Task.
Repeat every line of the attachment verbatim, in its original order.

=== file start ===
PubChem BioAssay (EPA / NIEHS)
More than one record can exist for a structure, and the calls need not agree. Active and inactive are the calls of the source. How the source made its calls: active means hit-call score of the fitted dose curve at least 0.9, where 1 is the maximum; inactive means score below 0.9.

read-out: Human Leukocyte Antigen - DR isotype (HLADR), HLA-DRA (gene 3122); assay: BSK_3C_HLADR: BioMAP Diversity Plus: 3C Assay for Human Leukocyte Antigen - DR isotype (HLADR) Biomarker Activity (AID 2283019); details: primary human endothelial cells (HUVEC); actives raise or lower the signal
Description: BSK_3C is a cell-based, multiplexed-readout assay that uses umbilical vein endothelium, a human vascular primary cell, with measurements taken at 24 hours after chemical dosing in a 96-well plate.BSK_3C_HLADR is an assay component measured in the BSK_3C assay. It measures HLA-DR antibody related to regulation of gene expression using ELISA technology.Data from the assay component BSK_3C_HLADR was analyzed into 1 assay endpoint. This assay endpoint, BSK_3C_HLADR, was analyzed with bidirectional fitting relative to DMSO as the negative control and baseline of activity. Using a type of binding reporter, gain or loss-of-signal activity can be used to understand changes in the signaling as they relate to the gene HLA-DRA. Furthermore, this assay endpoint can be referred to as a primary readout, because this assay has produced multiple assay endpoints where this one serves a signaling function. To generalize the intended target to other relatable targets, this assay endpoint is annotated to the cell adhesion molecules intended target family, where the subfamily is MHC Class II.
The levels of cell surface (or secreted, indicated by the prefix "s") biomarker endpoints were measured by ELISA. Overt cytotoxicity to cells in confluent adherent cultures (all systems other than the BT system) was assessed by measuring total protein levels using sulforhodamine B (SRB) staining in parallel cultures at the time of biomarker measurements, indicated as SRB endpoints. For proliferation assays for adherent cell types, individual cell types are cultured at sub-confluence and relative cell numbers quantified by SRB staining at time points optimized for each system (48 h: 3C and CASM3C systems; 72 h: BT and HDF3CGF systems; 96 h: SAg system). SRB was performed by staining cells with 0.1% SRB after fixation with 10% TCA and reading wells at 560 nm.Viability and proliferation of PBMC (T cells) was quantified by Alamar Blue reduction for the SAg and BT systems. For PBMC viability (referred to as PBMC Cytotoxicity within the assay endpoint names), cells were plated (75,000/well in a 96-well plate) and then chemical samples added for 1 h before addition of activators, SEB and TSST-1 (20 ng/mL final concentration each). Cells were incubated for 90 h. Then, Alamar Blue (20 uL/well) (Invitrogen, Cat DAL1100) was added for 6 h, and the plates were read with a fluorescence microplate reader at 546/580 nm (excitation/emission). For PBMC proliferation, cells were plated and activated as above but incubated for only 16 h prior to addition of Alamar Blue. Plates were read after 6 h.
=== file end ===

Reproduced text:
PubChem BioAssay (EPA / NIEHS)
More than one record can exist for a structure, and the calls need not agree. Active and inactive are the calls of the source. How the source made its calls: active means hit-call score of the fitted dose curve at least 0.9, where 1 is the maximum; inactive means score below 0.9.

read-out: Human Leukocyte Antigen - DR isotype (HLADR), HLA-DRA (gene 3122); assay: BSK_3C_HLADR: BioMAP Diversity Plus: 3C Assay for Human Leukocyte Antigen - DR isotype (HLADR) Biomarker Activity (AID 2283019); details: primary human endothelial cells (HUVEC); actives raise or lower the signal
Description: BSK_3C is a cell-based, multiplexed-readout assay that uses umbilical vein endothelium, a human vascular primary cell, with measurements taken at 24 hours after chemical dosing in a 96-well plate.BSK_3C_HLADR is an assay component measured in the BSK_3C assay. It measures HLA-DR antibody related to regulation of gene expression using ELISA technology.Data from the assay component BSK_3C_HLADR was analyzed into 1 assay endpoint. This assay endpoint, BSK_3C_HLADR, was analyzed with bidirectional fitting relative to DMSO as the negative control and baseline of activity. Using a type of binding reporter, gain or loss-of-signal activity can be used to understand changes in the signaling as they relate to the gene HLA-DRA. Furthermore, this assay endpoint can be referred to as a primary readout, because this assay has produced multiple assay endpoints where this one serves a signaling function. To generalize the intended target to other relatable targets, this assay endpoint is annotated to the cell adhesion molecules intended target family, where the subfamily is MHC Class II.
The levels of cell surface (or secreted, indicated by the prefix "s") biomarker endpoints were measured by ELISA. Overt cytotoxicity to cells in confluent adherent cultures (all systems other than the BT system) was assessed by measuring total protein levels using sulforhodamine B (SRB) staining in parallel cultures at the time of biomarker measurements, indicated as SRB endpoints. For proliferation assays for adherent cell types, individual cell types are cultured at sub-confluence and relative cell numbers quantified by SRB staining at time points optimized for each system (48 h: 3C and CASM3C systems; 72 h: BT and HDF3CGF systems; 96 h: SAg system). SRB was performed by staining cells with 0.1% SRB after fixation with 10% TCA and reading wells at 560 nm.Viability and proliferation of PBMC (T cells) was quantified by Alamar Blue reduction for the SAg and BT systems. For PBMC viability (referred to as PBMC Cytotoxicity within the assay endpoint names), cells were plated (75,000/well in a 96-well plate) and then chemical samples added for 1 h before addition of activators, SEB and TSST-1 (20 ng/mL final concentration each). Cells were incubated for 90 h. Then, Alamar Blue (20 uL/well) (Invitrogen, Cat DAL1100) was added for 6 h, and the plates were read with a fluorescence microplate reader at 546/580 nm (excitation/emission). For PBMC proliferation, cells were plated and activated as above but incubated for only 16 h prior to addition of Alamar Blue. Plates were read after 6 h.